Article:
On Tuesday, we had our Junior School Assembly which was run by our Grade 6 teachers, Kellie Young and Jacqueline McCallister. Their guiding question for the assembly was, “How can we demonstrate or practice Truth and Reconciliation as Junior School students? Each section of the assembly was a thoughtful presentation about how young people can take action on this issue that we all care about. 

Finally, on Wednesday, students watched the music video, “We Won’t Forget You.” Each teacher designed follow-up conversations about the video, and the Grade 6 teachers conducted their first Harkness discussion based on the lyrics of the song. Coming to understand what Truth and Reconciliation really means will be a process for all of us over time, and we are proud of the beginnings that our faculty have made this year. 

In the Senior School
To honour and build understanding of what Truth and Reconciliation means, Senior School student leaders, such as our Poet Laureates (past and present) and student executive members, and faculty co-built a series of seven experiences that students and staff could choose to attend for 60 minutes on Wednesday, September 29. The shared goals of the experiences were to help each of us define and commit to at least one act of decolonizing ourselves, to generate a shared understanding of what decolonization is in our school, and to be a catalyst for individual actions on September 30 and beyond.  

Students and faculty self-selected one experience to attend and thus each group was mixed-age, and varied in size. One experience was to listen to Robin Wall Kimmerer, author of Braiding Sweetgrass, read her book in our darkened theatre. Her work explores “how Skywoman’s gardens, known by some as global ecosystems, function.”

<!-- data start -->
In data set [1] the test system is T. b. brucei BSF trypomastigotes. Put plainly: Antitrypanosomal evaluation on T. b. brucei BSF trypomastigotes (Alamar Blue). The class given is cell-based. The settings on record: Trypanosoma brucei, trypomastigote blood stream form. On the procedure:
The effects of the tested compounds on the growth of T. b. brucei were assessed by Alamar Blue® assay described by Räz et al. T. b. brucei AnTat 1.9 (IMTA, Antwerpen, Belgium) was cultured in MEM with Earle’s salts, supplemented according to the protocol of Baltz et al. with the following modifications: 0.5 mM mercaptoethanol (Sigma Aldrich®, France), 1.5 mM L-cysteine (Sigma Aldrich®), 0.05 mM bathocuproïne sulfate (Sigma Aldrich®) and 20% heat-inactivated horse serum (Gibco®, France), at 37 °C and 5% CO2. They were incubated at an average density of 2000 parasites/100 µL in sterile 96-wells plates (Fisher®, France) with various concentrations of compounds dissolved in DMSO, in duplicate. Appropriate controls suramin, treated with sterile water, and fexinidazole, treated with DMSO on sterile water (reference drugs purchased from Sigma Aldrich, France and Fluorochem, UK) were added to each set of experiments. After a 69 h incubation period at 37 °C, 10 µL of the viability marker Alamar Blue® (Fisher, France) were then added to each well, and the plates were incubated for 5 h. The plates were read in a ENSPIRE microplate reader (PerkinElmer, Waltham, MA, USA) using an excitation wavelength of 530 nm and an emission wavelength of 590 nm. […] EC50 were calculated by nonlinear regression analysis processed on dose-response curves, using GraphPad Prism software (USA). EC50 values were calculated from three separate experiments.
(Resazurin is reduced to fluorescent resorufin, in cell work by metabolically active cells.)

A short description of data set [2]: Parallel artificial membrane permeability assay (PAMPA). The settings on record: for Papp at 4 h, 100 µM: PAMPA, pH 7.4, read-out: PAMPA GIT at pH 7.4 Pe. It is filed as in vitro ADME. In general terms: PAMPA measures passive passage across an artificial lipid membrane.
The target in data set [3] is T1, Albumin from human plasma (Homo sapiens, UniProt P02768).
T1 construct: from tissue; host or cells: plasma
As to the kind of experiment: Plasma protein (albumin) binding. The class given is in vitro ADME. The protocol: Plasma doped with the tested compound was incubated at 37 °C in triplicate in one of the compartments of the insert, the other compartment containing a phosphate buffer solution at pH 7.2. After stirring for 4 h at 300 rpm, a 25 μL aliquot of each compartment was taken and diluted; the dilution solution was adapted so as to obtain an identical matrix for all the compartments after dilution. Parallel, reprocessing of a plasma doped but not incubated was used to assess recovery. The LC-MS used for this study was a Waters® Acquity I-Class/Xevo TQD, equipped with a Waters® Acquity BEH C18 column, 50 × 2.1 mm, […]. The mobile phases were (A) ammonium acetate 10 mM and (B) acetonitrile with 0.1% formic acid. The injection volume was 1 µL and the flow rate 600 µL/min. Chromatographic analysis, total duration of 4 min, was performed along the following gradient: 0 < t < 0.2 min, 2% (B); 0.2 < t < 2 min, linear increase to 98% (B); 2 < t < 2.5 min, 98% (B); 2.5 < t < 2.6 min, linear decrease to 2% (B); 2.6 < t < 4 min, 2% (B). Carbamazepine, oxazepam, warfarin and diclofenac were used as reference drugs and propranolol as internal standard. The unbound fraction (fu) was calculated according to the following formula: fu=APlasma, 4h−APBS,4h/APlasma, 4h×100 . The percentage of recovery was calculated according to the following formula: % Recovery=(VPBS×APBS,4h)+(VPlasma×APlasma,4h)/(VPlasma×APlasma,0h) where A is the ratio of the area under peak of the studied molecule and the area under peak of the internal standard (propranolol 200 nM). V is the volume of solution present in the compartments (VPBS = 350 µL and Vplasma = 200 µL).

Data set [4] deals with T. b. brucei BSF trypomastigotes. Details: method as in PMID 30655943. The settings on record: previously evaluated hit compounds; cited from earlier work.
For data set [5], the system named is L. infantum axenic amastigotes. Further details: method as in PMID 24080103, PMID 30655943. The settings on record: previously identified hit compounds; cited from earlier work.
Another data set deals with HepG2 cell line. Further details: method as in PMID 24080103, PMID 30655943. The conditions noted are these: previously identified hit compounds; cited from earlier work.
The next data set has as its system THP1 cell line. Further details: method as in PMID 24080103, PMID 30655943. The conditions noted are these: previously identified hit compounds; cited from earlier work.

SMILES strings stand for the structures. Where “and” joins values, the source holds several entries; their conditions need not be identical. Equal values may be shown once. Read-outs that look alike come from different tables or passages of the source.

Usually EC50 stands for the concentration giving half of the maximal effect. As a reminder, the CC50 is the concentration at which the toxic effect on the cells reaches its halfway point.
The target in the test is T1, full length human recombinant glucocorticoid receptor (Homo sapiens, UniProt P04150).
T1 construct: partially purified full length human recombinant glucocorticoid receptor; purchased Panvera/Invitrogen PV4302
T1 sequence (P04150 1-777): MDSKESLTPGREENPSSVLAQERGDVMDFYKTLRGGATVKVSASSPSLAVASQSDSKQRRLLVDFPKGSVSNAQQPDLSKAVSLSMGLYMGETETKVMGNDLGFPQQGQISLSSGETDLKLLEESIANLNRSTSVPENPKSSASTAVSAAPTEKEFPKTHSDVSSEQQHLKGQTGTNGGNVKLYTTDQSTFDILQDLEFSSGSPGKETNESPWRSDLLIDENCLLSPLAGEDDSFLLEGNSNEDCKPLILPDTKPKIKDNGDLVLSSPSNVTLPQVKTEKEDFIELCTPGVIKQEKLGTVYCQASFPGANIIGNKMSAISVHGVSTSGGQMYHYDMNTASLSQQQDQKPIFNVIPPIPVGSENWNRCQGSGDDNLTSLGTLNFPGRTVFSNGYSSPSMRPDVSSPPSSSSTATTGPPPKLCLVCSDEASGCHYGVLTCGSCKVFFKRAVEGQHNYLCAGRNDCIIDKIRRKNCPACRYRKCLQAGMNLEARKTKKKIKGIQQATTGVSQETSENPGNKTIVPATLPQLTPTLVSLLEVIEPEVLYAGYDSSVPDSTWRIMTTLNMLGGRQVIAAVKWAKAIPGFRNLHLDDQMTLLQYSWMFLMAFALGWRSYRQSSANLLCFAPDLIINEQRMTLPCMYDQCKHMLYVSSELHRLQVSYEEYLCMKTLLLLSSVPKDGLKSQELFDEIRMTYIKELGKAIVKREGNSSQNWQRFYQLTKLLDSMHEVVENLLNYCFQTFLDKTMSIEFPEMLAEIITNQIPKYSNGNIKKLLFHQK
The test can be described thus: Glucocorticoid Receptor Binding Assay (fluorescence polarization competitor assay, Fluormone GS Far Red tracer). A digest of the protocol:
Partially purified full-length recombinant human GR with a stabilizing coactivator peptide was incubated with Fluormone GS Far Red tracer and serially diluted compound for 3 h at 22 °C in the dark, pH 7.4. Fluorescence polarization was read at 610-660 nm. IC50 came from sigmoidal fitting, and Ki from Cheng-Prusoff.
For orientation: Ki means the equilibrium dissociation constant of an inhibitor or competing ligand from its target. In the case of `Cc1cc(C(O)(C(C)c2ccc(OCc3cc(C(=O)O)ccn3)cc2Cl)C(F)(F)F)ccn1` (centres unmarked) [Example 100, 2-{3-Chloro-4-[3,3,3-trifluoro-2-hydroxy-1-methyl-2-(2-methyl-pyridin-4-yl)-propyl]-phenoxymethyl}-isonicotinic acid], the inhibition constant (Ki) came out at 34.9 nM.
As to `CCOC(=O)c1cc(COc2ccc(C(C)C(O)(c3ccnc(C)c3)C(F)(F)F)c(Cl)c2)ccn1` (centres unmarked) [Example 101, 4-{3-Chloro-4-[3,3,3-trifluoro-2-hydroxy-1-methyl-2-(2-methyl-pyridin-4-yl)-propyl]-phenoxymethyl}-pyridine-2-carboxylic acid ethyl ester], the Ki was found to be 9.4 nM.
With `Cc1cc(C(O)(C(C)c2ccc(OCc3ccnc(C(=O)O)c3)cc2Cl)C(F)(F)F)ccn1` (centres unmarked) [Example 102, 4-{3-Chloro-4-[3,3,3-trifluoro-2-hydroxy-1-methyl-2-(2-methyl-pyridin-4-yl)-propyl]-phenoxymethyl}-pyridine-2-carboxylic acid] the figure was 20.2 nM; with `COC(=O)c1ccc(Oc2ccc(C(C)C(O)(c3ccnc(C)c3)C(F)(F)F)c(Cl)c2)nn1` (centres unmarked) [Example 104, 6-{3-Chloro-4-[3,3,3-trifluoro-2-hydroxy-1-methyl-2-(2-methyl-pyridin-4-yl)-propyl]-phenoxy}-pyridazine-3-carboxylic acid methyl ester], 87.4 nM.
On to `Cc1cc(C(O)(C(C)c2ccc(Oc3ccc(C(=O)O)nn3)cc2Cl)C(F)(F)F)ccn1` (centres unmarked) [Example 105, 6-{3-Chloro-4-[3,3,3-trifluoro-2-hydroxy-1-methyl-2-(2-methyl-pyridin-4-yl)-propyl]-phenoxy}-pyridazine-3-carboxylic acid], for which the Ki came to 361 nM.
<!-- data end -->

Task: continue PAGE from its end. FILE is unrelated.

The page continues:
In our STEAM Lab, participants investigated how First Nations and non-Indigenous partners have created effective place-based water filtration systems together, using RES’EAU’s Community Circle problem-solving model which “places community operators at the heart of the innovation cycle.”

Poets came together in an experience to investigate how poetry can help us process grief and trauma. They read the poetry of David Groulx, Rosanna Deerchild, and Abigail Chabitnoy and watched Shauntelle Dick-Charleson’s slam poem “I Was There,” about intergenerational survivors of residential schools before creating some poetry of their own, in response, with the guidance of YHS poet laureates, Millie (past) and Maggie (present).  

A large group elected to connect to the place where we are, as their experience, and walked in the rain together. They reflected on whose land we live and how this impacts us. In the Learning Commons, an experience took shape to watch, listen, and share thinking about Indigenous identity and representation in the arts. Participants viewed film excerpts to analyze stereotypes, and heard from Indigenous actors and playwrights on the importance of authentic representation before engaging with one another in discussion. 

Another experience offered a deep dive into oral history. Each participant shared a story of their own, from the past month, that created a strong emotional response for them; and each storyteller was a witness to others’ stories. Another experience was a gallery of items to analyze for potential cultural appropriation, which led this group into a discussion that investigated an article, a video, and their responses to these everyday items. 

Through these experiences we hoped to amplify the voices of Indigenous people, and to turn inward to self-reflect about how we can each engage with and be called to act with thoughtfulness towards reconciliation.